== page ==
These include historical photography of the strikes and working class movement in the neighbourhood; oral histories of poets, activists, and workers; development plans and policy documents relating to land-use, planning, and the redevelopment of the mill districts; maps and urban designs of the mill districts done in previous studies; architectural documentation and lists of structures for heritage conservation; bibliographies of Marathi theatre, poetry and literature specifically concerned with the mill workers movement; video footage of the neighbourhood and the community’s struggle over the past twenty years; and directories of individuals in the community and city concerned with all of the above. The Collaborators’ Workshops will generate more materials for the Archive, which we see a key medium of exchange — linking the specific disciplinary concerns of the Workshops with the wider inter-disciplinary agenda of the Collaboration.
As an outcome of the proposed project, this public digital archive will be operationalised through a web portal run on free/open-source software, published on a copyleft license which will protect the original rights of the authors and contributors, while encouraging reproduction and dissemination in new forms for education, research and advocacy.
The Archive will base itself on an overall map of Girangaon and Central Mumbai — listing both tangible structures and spaces and intangible memories, narratives, and images — providing a framework for indexing and archiving existing materials, and developing new inquiries about specific local institutions, neighbourhoods, or mill districts in a spatial context. This Archive will comprise the virtual resource base for a curated exhibition organised by Coordinators and Collaborators at the end of the grant cycle. The Exhibition will feature installations, documentation, material and artefacts which could provide the basis for a future museum or cultural institution, which the Central and State Government have already proposed establishing in the Mumbai Mill Lands, with the support of the National Textile Corporation (NTC).
Apart from those cited above, some of the many institutional sources of material for the Industrial Museum Archive we have identified are:
Study Group on the Cotton Textile Mill Lands of Mumbai (Correa Committee Report), Girangaon Bachao Andolan, Girni Kamgar Sangharsh Samiti and Maharashtra Kamgar Sangharsh Samiti, Lokshahi Hakk Sanghatana, Committee for the Protection of Democratic Rights (CPDR), Congress of Indian Trade Unions (CITU), Girni Kamgar Union, Maniben Kara Institute, Trade Union Solidarity Committee (TUSC), Bombay Mill-Owners’ Association (BMOA), Indian Cotton Mills Federation, Indian Textile Journal, Maharashtra State Archives, Office of the Textile Commissioner, East India Cotton Merchants Association, Asiatic Society of Bombay Special Collections, National Textile Corporation (NTC), Union Research Group, BUILD Documentation Centre, Centre for Education & Documentation (CED), Bombay Textile Research Association (BTRA), and the libraries of the Bombay Chamber of Commerce and the Indian Merchants Chamber.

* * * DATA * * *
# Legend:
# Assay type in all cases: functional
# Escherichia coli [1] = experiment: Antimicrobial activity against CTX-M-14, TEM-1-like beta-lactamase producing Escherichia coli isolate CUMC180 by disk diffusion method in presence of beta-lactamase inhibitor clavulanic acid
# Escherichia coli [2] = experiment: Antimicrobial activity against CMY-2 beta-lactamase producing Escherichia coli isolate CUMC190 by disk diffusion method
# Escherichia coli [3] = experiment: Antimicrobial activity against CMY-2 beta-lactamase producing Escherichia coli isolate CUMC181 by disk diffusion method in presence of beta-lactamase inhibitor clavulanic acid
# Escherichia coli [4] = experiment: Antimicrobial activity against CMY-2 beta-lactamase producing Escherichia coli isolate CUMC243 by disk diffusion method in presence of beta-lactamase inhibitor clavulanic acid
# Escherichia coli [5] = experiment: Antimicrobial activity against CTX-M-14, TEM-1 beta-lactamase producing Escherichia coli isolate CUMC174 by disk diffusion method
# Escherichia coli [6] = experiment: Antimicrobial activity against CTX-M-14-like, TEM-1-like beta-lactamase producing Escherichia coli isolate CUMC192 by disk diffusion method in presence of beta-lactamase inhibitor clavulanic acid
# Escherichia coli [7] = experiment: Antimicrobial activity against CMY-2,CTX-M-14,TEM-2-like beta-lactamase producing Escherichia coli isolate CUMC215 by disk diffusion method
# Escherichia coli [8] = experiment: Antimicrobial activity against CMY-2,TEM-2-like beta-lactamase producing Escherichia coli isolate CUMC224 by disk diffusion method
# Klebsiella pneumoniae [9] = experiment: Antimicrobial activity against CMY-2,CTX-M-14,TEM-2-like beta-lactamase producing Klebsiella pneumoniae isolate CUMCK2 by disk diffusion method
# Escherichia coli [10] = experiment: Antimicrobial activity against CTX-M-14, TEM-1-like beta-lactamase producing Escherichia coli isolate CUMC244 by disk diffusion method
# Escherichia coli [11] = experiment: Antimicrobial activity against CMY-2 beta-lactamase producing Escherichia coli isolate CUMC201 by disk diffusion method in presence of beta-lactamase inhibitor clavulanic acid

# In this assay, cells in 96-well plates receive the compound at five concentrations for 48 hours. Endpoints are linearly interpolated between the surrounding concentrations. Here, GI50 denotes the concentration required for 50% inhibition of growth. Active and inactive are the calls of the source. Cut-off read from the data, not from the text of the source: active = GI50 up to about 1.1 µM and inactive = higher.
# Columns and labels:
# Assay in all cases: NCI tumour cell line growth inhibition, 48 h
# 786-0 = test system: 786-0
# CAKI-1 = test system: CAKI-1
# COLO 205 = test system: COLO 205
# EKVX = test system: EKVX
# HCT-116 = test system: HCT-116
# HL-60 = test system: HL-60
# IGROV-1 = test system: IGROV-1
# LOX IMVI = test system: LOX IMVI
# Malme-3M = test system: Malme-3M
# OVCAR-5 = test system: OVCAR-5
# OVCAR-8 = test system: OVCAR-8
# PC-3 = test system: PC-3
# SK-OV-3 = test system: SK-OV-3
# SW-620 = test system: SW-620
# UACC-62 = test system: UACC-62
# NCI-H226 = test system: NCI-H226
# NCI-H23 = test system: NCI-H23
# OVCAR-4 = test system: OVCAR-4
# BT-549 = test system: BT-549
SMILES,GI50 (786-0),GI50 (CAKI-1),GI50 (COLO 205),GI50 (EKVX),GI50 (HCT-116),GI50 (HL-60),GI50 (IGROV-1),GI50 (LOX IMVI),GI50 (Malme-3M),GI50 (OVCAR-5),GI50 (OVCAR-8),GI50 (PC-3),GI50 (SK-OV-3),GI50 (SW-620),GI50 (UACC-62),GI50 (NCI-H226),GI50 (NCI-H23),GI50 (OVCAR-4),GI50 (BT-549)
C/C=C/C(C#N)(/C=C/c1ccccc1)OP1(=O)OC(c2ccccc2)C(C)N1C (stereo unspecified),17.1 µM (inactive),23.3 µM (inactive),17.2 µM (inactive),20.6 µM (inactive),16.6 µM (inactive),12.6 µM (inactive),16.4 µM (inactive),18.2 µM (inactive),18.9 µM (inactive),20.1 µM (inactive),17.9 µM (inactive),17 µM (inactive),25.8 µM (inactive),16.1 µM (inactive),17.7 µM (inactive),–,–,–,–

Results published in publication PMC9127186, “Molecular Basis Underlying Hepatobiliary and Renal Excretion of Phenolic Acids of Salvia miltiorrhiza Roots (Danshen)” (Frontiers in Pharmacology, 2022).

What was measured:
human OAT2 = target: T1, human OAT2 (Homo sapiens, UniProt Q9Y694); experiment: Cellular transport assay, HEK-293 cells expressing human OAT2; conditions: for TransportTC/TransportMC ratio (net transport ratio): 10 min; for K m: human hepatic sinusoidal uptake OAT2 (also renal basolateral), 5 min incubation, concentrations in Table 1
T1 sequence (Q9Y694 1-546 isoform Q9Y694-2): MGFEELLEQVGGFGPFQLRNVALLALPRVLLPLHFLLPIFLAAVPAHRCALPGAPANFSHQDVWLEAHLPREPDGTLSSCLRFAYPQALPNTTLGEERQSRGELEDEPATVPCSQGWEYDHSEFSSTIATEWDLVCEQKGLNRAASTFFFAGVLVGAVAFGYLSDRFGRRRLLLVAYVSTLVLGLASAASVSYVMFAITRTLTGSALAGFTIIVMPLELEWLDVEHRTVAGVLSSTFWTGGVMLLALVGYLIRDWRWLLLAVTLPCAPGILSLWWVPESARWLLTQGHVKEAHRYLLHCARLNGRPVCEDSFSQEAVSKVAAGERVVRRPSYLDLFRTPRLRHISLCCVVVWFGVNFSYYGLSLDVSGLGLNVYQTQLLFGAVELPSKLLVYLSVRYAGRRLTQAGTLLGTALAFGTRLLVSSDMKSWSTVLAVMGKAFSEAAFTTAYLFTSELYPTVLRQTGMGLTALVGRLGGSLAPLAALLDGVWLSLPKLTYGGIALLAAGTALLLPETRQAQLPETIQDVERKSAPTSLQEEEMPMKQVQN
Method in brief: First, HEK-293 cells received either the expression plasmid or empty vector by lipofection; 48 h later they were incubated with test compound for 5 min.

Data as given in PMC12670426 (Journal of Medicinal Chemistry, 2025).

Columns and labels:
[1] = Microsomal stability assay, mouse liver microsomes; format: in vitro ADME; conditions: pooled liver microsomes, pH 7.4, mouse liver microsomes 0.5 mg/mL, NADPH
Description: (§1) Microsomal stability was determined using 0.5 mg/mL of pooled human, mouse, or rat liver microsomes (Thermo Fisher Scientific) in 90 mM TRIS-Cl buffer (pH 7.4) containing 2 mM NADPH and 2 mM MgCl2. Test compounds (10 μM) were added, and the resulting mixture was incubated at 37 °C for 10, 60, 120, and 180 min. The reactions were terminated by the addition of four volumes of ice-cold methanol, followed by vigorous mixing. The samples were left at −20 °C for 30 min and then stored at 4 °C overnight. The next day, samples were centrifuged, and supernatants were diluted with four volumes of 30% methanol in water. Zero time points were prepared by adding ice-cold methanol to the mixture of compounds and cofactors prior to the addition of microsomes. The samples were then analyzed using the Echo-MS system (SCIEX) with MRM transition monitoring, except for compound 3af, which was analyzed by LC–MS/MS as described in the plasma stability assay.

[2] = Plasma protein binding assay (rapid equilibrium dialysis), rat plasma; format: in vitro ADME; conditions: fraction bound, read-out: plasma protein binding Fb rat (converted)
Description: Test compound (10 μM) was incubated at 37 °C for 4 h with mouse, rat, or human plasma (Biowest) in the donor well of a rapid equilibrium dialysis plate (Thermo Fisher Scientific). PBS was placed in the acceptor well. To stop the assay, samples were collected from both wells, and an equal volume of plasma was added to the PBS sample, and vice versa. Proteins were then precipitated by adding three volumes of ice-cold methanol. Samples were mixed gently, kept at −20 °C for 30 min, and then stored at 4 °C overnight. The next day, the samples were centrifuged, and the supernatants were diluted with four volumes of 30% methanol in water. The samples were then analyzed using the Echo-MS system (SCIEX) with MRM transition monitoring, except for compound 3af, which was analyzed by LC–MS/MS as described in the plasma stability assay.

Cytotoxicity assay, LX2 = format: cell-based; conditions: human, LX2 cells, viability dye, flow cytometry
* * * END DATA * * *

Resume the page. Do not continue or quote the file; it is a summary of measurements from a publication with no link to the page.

We hope that, through additional funding from other sources, the Archive will subsequently develop into a resource base for researchers, activists, and cultural practitioners seeking a broader understanding of industrial and technological change in contemporary Mumbai.
Originally published as Mumbai Vision 2010: Reporting the Future in TimeOut Mumbai, 19 November to 2 December 2004.
If you look left while crossing Haji Ali into Worli, the brightly-lit ground floor showroom of a well-known auto major is emblazoned with the words “Improving the Quality of Life”. You can’t miss it, because this is a congested junction, with cars queueing up at the next signal to ascend the Worli Fly-Over. Stuck in the gridlock, you’re forced to ponder the shiny cars and hopeful slogan, and try and forget the honking horns, choking exhaust fumes, and street kids trying to sell you fashion magazines, before the signal changes.
Surely the guys at McKinsey and Bombay First, who must also get stuck in traffic jams, would appreciate the irony. Their recent report on making the city “world-class” and yes, improving its “quality of life” has just joined the long queue of studies, reports, and consultancies on the city’s ascent to becoming a global city. Recent changes at the state and centre have shown the government is increasingly keen to step in and clear the traffic on the road to Mumbai 2010. Plans and strategies that piled up for decades are beginning to move, and the authorities are trying to play traffic cop between contending visions of the city’s future.
While McKinsey is a recent entrant into the global game of urban brand-building, city architects and planners are its most usual suspects. For the past several years, the media and corporate world in Mumbai have been arguing over the “death of the city”. There seems to be neither enough money nor political will to tackle the monstrous problems of housing, transport, infrastructure, and the city’s slipping position in the global economy. Visions of Mumbai have been stuck between the apathy of our elected representatives — the politicians — and the elitism of our un-elected representatives — the NGOs.